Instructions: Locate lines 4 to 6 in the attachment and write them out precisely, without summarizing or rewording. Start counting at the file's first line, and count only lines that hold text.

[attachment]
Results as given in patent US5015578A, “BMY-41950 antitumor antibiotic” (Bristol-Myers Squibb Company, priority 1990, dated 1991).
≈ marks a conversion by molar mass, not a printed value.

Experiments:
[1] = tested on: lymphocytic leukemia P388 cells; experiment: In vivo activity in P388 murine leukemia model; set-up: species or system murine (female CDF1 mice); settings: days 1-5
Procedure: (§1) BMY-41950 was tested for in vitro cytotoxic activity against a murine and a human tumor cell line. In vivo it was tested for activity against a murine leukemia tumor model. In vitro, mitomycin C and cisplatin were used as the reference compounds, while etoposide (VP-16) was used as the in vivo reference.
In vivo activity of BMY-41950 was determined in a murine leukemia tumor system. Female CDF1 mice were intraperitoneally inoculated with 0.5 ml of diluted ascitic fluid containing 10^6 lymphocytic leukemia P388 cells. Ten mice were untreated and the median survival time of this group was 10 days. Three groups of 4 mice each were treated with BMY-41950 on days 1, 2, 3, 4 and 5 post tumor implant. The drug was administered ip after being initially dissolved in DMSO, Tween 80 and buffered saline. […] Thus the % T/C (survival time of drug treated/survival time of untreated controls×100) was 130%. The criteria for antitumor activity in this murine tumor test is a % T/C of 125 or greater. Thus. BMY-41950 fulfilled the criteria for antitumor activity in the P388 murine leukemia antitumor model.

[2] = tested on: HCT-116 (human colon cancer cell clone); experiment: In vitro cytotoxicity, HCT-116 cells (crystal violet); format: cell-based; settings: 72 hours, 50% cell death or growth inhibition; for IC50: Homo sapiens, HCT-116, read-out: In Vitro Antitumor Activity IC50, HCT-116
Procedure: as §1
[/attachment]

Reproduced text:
[1] = tested on: lymphocytic leukemia P388 cells; experiment: In vivo activity in P388 murine leukemia model; set-up: species or system murine (female CDF1 mice); settings: days 1-5
Procedure: (§1) BMY-41950 was tested for in vitro cytotoxic activity against a murine and a human tumor cell line. In vivo it was tested for activity against a murine leukemia tumor model. In vitro, mitomycin C and cisplatin were used as the reference compounds, while etoposide (VP-16) was used as the in vivo reference.
In vivo activity of BMY-41950 was determined in a murine leukemia tumor system. Female CDF1 mice were intraperitoneally inoculated with 0.5 ml of diluted ascitic fluid containing 10^6 lymphocytic leukemia P388 cells. Ten mice were untreated and the median survival time of this group was 10 days. Three groups of 4 mice each were treated with BMY-41950 on days 1, 2, 3, 4 and 5 post tumor implant. The drug was administered ip after being initially dissolved in DMSO, Tween 80 and buffered saline. […] Thus the % T/C (survival time of drug treated/survival time of untreated controls×100) was 130%. The criteria for antitumor activity in this murine tumor test is a % T/C of 125 or greater. Thus. BMY-41950 fulfilled the criteria for antitumor activity in the P388 murine leukemia antitumor model.